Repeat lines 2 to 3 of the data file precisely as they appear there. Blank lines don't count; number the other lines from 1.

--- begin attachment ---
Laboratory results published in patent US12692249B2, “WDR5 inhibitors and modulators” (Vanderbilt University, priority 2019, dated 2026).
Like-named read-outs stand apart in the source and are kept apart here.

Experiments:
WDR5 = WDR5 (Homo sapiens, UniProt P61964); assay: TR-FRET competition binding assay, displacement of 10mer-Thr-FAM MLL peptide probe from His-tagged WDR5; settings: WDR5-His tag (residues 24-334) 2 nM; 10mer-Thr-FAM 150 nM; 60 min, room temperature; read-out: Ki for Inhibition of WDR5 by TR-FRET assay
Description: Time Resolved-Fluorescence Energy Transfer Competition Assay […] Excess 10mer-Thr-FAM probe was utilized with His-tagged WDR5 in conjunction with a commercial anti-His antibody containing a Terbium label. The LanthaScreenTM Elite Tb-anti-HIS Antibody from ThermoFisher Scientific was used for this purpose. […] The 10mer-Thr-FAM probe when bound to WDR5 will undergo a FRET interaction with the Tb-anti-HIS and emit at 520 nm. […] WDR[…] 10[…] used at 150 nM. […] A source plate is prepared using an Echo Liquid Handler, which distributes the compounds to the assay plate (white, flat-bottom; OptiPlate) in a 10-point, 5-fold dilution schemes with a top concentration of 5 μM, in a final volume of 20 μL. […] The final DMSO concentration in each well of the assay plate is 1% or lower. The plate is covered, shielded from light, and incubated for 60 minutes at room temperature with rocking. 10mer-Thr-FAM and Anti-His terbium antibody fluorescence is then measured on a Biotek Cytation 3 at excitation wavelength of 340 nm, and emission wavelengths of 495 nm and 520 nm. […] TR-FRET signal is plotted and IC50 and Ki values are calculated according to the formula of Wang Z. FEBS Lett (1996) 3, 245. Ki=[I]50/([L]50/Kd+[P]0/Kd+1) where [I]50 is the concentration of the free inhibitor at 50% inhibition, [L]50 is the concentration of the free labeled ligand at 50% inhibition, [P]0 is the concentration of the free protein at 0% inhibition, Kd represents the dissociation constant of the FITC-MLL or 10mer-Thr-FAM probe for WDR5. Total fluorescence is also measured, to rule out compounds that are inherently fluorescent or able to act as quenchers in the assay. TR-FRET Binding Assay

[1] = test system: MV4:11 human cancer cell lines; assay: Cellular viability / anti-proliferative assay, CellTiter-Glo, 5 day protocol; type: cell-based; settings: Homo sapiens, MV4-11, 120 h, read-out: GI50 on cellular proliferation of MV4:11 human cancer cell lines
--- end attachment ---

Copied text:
Like-named read-outs stand apart in the source and are kept apart here.

Experiments: